Forecasting a further upturn in the unemployment rate: what works?

Forecasting a further upturn in the unemployment rate: what works?

 – by New Deal democrat

Yesterday I read a post over at Seeking Alpha in which the author confidently predicted a recession in Q1 next year, based exclusively on the NAHB builder sentiment index. Here’s his accompanying graph, comparing builder sentiment with the unemployment rate 17 months later:

In case you didn’t already figure it out, the graph forecasts a 7% unemployment rate about 8 months from now. That’s one heckuva recession!

My first thought was that, while there clearly is a historical relationship, I hope the author wasn’t really just relying on one data point. The NAHB correlates very closely with mortgage rates, which are important, but hardly a single dispositive metric. In particular, note what happened back in 1994 and 1995 when Alan Greenspan raised interest rates sharply – and yet the unemployment rate continued to go down.

I wondered if other metrics from the housing sector had a closer relationship with the unemployment rate. In this regard, let me reiterate that while the unemployment rate is a lagging indicator coming out of recessions, it is a leading one going in. The unemployment rate has *always* risen off its lows before a recession begins. So we are asking, “is there a better leading indicator for the leading indicator (going in to recessions) of the unemployment rate?”

So, here is the historical data for housing permits (dark blue) and housing units under construction (light blue) compared with the unemployment rate (inverted, as in the author’s graph above):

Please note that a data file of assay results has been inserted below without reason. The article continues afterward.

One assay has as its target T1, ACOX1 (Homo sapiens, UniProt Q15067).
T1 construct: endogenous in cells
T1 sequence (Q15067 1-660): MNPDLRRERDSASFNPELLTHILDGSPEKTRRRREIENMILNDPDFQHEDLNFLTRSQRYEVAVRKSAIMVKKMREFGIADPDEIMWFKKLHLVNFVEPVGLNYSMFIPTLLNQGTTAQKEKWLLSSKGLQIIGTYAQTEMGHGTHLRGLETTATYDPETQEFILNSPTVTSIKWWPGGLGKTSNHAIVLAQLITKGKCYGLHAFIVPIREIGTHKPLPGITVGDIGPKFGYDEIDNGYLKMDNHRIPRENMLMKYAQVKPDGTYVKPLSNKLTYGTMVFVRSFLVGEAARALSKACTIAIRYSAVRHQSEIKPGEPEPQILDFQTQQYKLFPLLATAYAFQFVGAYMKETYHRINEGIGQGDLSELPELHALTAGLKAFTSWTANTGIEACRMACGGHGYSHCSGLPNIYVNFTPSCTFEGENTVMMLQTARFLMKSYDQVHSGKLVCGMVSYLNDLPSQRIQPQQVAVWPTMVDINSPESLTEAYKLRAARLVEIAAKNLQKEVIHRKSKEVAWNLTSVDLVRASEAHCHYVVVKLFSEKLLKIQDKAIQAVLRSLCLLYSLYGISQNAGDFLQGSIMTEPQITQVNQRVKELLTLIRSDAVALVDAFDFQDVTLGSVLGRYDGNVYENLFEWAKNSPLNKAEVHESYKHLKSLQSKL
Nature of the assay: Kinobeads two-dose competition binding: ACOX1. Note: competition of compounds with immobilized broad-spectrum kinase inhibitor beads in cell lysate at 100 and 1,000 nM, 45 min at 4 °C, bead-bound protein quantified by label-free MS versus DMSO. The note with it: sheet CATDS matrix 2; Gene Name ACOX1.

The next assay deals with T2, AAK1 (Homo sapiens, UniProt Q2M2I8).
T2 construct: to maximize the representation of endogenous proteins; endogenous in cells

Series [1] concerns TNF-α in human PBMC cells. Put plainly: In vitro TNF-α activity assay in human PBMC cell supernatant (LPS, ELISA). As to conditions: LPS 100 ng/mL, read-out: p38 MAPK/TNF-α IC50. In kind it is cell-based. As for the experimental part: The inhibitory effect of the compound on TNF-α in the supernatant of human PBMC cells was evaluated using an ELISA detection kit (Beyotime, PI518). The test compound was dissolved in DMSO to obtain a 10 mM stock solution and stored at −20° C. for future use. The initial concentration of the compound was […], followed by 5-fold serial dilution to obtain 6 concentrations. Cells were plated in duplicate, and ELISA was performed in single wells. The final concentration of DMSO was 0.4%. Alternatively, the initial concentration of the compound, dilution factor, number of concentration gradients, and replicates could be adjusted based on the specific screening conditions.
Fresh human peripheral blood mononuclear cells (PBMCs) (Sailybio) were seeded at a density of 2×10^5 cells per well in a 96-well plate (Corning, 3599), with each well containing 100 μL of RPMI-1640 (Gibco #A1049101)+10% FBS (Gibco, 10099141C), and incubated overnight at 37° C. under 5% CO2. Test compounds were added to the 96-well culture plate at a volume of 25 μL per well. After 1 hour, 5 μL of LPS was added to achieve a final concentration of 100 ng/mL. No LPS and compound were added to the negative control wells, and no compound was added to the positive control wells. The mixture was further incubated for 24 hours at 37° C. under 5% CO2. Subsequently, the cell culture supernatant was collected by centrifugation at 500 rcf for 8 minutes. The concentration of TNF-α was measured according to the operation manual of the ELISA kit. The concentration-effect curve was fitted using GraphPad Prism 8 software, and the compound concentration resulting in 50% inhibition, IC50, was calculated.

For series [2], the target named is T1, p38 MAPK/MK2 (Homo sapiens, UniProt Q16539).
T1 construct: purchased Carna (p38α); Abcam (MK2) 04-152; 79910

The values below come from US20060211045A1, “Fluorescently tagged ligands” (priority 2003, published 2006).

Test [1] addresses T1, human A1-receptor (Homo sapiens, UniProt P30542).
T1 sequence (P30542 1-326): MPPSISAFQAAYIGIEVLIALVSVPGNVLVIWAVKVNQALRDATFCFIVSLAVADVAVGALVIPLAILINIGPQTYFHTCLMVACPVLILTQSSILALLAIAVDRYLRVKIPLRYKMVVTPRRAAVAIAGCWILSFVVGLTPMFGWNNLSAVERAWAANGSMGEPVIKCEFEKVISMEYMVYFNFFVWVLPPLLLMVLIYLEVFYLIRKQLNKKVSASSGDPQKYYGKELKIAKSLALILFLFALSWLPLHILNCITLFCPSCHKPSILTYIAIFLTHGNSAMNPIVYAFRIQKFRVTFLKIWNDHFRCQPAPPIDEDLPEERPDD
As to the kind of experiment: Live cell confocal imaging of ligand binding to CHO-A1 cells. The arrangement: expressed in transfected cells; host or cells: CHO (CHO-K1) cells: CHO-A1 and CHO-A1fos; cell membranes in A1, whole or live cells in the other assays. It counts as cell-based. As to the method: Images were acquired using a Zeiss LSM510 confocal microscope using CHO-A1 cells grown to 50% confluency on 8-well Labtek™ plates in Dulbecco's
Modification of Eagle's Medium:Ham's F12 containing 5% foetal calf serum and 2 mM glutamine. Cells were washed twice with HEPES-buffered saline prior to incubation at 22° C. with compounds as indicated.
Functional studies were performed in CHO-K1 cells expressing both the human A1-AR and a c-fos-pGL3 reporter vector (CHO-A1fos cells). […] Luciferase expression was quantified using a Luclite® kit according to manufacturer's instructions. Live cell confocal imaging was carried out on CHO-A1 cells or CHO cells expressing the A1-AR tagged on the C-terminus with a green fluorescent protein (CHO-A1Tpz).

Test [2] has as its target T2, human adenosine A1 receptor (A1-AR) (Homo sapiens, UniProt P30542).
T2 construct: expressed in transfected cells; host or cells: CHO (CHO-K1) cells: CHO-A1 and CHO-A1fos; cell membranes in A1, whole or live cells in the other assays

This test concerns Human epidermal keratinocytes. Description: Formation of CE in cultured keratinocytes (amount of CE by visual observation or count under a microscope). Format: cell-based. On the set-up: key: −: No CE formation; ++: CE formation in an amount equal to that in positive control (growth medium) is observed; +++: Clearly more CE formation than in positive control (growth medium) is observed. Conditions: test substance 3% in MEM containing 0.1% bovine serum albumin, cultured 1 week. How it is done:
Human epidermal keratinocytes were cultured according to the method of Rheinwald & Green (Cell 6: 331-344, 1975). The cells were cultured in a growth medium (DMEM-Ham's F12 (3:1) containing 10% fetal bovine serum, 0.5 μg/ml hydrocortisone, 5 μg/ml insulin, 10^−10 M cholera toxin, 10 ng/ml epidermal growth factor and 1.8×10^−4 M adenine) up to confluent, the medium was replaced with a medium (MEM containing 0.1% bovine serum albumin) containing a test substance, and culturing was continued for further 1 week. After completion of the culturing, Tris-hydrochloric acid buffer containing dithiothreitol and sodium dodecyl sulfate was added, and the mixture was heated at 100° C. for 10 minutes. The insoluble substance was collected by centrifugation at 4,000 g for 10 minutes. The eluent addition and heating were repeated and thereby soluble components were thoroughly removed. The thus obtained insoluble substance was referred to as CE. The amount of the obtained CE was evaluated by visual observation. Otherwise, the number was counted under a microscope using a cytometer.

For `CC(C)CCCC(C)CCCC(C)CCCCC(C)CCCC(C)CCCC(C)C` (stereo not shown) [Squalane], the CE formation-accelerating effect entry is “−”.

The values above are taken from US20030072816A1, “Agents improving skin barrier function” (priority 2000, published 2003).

And here is the post-pandemic record:

Historically, both permits and units under construction have turned down before the unemployment rate increased. And although they turn later, units under construction performed almost perfectly in 1994-95, continuing to increase throughout the period exactly as unemployment continued to decrease.

And in the present expansion, units under construction did peak in October 2022, three months before the nadir of the unemployment rate. As I’ve written in previous posts, units under construction with one exception have had to decline about 10% or more before signaling recession.

This also led me to wonder if any of the leading metrics in the employment report typically lead the unemployment rate. With two exceptions, the answer is “no.”

Below I show total goods producing employment (blue), manufacturing (green), construction (purple), and trucking (light blue) compared with the unemployment rate (red, inverted). First, historically:

Here is their post-pandemic record:

All of these generally have turned simultaneously with the increase in unemployment, although several times trucking or construction turned down first. At present, only trucking has turned down in any significant fashion.

But there are two employment metrics which have typically turned first before the unemployment rate: temporary employment and residential construction. Here’s what residential construction looks like historically:

And here is its recent performance:

Now, here is temporary employment:

Temporary employment did indeed turned down before unemployment increased, and is now down sharply. Residential construction turned down simultaneously with the bottom in unemployment, before anomalously turning back up in the past two months. I am curious if this will be revised away next Friday.

Finally, remember that initial jobless claims have an excellent 50+ year record forecasting changes in the unemployment rate. They forecast the recent upturn, and are suggesting that it will not proceed much further, and indeed will reverse downward, in the coming months.

The bottom line is that the typical historical pattern is being followed so far in our current environment. But until more of the coincident employment metrics turn down, and housing units under construction turn down, I think the forecast based on the NAHB sentiment indicator is not supported.